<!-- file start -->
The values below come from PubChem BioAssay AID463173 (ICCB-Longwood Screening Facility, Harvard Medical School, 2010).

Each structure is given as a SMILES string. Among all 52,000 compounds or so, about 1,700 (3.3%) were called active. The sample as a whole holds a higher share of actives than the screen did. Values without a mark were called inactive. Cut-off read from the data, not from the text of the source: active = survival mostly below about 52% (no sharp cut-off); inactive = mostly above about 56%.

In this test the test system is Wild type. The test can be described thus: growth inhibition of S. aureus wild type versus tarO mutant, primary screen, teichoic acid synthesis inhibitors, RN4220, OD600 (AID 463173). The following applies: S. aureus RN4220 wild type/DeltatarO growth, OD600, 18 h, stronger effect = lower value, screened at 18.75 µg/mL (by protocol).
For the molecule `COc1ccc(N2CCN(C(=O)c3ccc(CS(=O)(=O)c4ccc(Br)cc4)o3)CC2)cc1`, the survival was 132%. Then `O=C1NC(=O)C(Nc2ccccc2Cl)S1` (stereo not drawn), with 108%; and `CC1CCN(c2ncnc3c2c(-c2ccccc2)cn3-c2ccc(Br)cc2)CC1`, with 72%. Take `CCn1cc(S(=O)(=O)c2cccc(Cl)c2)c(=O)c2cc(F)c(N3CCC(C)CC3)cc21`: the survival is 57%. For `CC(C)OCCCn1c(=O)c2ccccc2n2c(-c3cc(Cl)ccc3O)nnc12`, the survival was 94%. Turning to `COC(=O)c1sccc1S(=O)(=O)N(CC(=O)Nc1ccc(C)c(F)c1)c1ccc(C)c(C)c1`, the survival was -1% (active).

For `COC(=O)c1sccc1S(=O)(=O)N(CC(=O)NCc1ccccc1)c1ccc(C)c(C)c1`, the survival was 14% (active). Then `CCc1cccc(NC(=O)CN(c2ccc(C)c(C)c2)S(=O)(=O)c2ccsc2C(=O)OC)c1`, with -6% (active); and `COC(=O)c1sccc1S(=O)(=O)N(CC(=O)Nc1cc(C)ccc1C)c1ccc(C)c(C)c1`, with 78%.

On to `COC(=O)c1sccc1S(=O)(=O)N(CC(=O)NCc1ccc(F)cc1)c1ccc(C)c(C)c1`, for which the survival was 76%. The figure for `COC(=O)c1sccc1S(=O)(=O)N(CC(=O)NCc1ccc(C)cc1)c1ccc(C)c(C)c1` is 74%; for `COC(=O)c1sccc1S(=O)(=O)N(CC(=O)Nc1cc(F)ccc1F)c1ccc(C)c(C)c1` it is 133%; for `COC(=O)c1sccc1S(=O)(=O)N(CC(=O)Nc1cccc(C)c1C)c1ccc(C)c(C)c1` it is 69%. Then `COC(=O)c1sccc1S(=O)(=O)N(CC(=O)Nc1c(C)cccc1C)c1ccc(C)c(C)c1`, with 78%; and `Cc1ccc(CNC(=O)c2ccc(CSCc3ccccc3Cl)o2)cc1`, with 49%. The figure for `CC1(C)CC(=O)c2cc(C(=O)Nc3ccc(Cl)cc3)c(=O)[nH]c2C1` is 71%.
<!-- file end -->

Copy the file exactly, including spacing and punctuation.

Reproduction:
The values below come from PubChem BioAssay AID463173 (ICCB-Longwood Screening Facility, Harvard Medical School, 2010).

Each structure is given as a SMILES string. Among all 52,000 compounds or so, about 1,700 (3.3%) were called active. The sample as a whole holds a higher share of actives than the screen did. Values without a mark were called inactive. Cut-off read from the data, not from the text of the source: active = survival mostly below about 52% (no sharp cut-off); inactive = mostly above about 56%.

In this test the test system is Wild type. The test can be described thus: growth inhibition of S. aureus wild type versus tarO mutant, primary screen, teichoic acid synthesis inhibitors, RN4220, OD600 (AID 463173). The following applies: S. aureus RN4220 wild type/DeltatarO growth, OD600, 18 h, stronger effect = lower value, screened at 18.75 µg/mL (by protocol).
For the molecule `COc1ccc(N2CCN(C(=O)c3ccc(CS(=O)(=O)c4ccc(Br)cc4)o3)CC2)cc1`, the survival was 132%. Then `O=C1NC(=O)C(Nc2ccccc2Cl)S1` (stereo not drawn), with 108%; and `CC1CCN(c2ncnc3c2c(-c2ccccc2)cn3-c2ccc(Br)cc2)CC1`, with 72%. Take `CCn1cc(S(=O)(=O)c2cccc(Cl)c2)c(=O)c2cc(F)c(N3CCC(C)CC3)cc21`: the survival is 57%. For `CC(C)OCCCn1c(=O)c2ccccc2n2c(-c3cc(Cl)ccc3O)nnc12`, the survival was 94%. Turning to `COC(=O)c1sccc1S(=O)(=O)N(CC(=O)Nc1ccc(C)c(F)c1)c1ccc(C)c(C)c1`, the survival was -1% (active).

For `COC(=O)c1sccc1S(=O)(=O)N(CC(=O)NCc1ccccc1)c1ccc(C)c(C)c1`, the survival was 14% (active). Then `CCc1cccc(NC(=O)CN(c2ccc(C)c(C)c2)S(=O)(=O)c2ccsc2C(=O)OC)c1`, with -6% (active); and `COC(=O)c1sccc1S(=O)(=O)N(CC(=O)Nc1cc(C)ccc1C)c1ccc(C)c(C)c1`, with 78%.

On to `COC(=O)c1sccc1S(=O)(=O)N(CC(=O)NCc1ccc(F)cc1)c1ccc(C)c(C)c1`, for which the survival was 76%. The figure for `COC(=O)c1sccc1S(=O)(=O)N(CC(=O)NCc1ccc(C)cc1)c1ccc(C)c(C)c1` is 74%; for `COC(=O)c1sccc1S(=O)(=O)N(CC(=O)Nc1cc(F)ccc1F)c1ccc(C)c(C)c1` it is 133%; for `COC(=O)c1sccc1S(=O)(=O)N(CC(=O)Nc1cccc(C)c1C)c1ccc(C)c(C)c1` it is 69%. Then `COC(=O)c1sccc1S(=O)(=O)N(CC(=O)Nc1c(C)cccc1C)c1ccc(C)c(C)c1`, with 78%; and `Cc1ccc(CNC(=O)c2ccc(CSCc3ccccc3Cl)o2)cc1`, with 49%. The figure for `CC1(C)CC(=O)c2cc(C(=O)Nc3ccc(Cl)cc3)c(=O)[nH]c2C1` is 71%.